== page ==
The CHMP’s positive recommendation will be reviewed by the European Commission (EC), which has authority to approve medicines for the European Union. Astellas anticipates a final decision from the EC shortly, as this usually occurs approximately 60 days after a CHMP recommendation.

Professor Johann de Bono, Professor of Experimental Cancer Medicine at The Institute of Cancer Research, London, and Head of the Drug Development Unit at The Royal Marsden NHS Foundation Trust, comments: “This is an important development in prostate cancer therapeutics that will provide a critically important new treatment option for patients with advanced prostate cancer. Enzalutamide has a major impact on quality of life and survival from this common disease, and will hopefully become a key component of prostate cancer treatment initially in late stage disease following chemotherapy.”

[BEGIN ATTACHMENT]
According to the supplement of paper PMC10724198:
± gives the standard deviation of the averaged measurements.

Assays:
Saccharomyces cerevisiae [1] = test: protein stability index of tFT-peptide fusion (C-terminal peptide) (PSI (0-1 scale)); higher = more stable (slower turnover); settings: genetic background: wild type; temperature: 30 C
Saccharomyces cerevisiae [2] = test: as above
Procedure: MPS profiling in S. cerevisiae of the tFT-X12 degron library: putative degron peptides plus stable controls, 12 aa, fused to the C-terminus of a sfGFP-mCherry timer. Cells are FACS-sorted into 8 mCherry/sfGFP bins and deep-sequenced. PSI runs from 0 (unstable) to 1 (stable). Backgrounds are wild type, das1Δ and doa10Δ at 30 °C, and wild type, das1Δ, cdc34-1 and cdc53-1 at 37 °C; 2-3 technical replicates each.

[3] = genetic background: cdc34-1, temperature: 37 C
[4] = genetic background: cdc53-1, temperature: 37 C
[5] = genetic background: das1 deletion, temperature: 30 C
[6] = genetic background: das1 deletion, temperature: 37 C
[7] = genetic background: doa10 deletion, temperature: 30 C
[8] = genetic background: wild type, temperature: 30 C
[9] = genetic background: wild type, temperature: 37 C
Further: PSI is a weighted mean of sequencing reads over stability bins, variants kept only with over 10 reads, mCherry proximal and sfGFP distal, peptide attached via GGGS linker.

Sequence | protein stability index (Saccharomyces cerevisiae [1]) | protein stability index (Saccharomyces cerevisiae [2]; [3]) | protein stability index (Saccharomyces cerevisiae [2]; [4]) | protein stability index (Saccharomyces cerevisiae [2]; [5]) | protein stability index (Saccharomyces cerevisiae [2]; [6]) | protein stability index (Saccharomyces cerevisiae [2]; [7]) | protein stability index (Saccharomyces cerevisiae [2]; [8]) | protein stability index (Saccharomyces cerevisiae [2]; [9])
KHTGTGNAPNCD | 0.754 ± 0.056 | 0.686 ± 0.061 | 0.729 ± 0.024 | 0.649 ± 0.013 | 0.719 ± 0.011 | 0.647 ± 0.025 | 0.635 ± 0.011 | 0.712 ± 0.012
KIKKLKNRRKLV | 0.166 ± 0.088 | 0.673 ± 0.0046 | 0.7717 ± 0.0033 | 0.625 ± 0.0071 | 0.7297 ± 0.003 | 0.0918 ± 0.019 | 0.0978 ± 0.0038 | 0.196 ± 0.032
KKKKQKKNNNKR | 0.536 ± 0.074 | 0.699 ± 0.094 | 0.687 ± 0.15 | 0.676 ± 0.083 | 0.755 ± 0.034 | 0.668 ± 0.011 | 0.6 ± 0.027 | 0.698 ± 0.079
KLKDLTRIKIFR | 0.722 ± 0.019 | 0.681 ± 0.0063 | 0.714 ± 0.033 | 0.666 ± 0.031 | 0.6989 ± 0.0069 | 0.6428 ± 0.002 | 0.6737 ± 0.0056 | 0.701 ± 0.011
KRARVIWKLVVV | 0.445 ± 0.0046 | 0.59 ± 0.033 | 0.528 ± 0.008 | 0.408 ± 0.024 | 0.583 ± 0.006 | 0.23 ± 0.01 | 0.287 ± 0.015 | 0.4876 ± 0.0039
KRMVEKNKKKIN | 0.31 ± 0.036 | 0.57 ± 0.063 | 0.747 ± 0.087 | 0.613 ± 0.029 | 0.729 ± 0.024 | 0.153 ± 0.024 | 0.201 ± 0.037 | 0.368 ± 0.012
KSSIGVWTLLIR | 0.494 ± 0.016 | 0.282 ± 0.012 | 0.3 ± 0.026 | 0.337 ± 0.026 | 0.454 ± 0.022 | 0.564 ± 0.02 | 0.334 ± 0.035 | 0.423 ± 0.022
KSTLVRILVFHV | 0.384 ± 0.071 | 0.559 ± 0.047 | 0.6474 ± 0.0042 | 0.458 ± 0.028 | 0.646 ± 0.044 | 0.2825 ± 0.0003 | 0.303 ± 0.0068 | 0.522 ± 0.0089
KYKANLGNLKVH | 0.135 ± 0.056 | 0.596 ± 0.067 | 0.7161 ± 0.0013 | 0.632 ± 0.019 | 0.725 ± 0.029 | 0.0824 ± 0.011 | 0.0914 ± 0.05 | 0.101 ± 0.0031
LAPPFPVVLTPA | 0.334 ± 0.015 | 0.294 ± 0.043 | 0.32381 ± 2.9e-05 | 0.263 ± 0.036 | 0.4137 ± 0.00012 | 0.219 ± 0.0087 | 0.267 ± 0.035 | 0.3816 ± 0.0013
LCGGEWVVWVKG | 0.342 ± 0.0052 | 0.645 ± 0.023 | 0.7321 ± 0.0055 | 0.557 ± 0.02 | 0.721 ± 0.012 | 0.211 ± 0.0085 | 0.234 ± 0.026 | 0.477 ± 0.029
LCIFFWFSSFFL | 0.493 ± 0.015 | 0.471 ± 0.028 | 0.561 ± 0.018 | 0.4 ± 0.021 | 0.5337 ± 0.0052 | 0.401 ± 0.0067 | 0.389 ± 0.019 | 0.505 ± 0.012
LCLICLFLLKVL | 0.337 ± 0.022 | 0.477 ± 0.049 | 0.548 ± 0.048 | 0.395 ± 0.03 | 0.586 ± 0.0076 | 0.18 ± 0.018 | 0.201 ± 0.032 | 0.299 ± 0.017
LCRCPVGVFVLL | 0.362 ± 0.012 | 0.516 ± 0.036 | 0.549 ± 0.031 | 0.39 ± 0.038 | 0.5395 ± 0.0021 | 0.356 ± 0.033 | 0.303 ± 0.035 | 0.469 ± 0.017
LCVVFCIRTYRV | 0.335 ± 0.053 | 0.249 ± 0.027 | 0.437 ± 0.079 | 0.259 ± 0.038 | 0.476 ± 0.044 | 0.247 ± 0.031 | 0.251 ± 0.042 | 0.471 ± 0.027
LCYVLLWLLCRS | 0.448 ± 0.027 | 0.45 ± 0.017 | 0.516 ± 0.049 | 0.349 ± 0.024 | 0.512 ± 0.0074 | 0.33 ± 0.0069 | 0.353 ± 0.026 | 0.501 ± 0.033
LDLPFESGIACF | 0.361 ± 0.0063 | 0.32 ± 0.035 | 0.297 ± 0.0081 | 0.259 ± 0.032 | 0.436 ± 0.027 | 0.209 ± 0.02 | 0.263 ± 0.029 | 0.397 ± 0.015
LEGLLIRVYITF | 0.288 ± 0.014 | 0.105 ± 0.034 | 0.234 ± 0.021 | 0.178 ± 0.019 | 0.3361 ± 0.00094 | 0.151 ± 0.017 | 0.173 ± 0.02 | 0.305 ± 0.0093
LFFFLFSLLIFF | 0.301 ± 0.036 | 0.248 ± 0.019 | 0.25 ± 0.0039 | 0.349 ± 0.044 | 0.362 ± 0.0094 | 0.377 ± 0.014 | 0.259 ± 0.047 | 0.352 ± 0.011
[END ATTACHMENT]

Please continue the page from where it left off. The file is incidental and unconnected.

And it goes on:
About Prostate Cancer

Prostate cancer is the most frequently diagnosed cancer among European men and it is becoming more common.4,5 Advanced prostate cancer is defined as cancer that has spread outside of the prostate to other areas of the body (metastasised).6 A high number of men with advanced prostate cancer eventually develop a resistance to first-line treatment, which is called castration-resistant prostate cancer (CRPC).7

Patients with metastatic CRPC currently have few treatment options. There is an unmet need in this area for new compounds that target the cancer differently and which may provide alternative therapeutic options for patients at this late stage of their disease.8